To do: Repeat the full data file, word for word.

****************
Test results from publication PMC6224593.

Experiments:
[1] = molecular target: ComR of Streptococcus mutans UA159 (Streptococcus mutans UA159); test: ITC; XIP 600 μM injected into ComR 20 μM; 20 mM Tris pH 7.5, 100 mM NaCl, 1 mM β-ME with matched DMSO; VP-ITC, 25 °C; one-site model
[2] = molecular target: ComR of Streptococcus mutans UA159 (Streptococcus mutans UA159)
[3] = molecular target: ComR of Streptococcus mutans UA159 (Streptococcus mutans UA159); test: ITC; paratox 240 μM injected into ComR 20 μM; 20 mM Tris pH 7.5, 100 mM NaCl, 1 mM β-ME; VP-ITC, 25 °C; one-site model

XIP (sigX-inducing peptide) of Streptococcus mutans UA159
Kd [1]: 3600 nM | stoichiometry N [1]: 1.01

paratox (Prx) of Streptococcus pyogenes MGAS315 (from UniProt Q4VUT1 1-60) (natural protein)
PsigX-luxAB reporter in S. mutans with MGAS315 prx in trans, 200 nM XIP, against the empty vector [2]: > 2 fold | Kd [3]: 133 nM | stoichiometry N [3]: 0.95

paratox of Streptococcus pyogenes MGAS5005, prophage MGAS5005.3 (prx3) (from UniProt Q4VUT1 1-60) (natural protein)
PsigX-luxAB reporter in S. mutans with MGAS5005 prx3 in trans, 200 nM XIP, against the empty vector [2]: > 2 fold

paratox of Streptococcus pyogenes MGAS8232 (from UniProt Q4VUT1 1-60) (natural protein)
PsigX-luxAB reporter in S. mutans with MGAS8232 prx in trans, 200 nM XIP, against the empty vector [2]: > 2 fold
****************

Test results from publication PMC6224593.

Experiments:
[1] = molecular target: ComR of Streptococcus mutans UA159 (Streptococcus mutans UA159); test: ITC; XIP 600 μM injected into ComR 20 μM; 20 mM Tris pH 7.5, 100 mM NaCl, 1 mM β-ME with matched DMSO; VP-ITC, 25 °C; one-site model
[2] = molecular target: ComR of Streptococcus mutans UA159 (Streptococcus mutans UA159)
[3] = molecular target: ComR of Streptococcus mutans UA159 (Streptococcus mutans UA159); test: ITC; paratox 240 μM injected into ComR 20 μM; 20 mM Tris pH 7.5, 100 mM NaCl, 1 mM β-ME; VP-ITC, 25 °C; one-site model

XIP (sigX-inducing peptide) of Streptococcus mutans UA159
Kd [1]: 3600 nM | stoichiometry N [1]: 1.01

paratox (Prx) of Streptococcus pyogenes MGAS315 (from UniProt Q4VUT1 1-60) (natural protein)
PsigX-luxAB reporter in S. mutans with MGAS315 prx in trans, 200 nM XIP, against the empty vector [2]: > 2 fold | Kd [3]: 133 nM | stoichiometry N [3]: 0.95

paratox of Streptococcus pyogenes MGAS5005, prophage MGAS5005.3 (prx3) (from UniProt Q4VUT1 1-60) (natural protein)
PsigX-luxAB reporter in S. mutans with MGAS5005 prx3 in trans, 200 nM XIP, against the empty vector [2]: > 2 fold

paratox of Streptococcus pyogenes MGAS8232 (from UniProt Q4VUT1 1-60) (natural protein)
PsigX-luxAB reporter in S. mutans with MGAS8232 prx in trans, 200 nM XIP, against the empty vector [2]: > 2 fold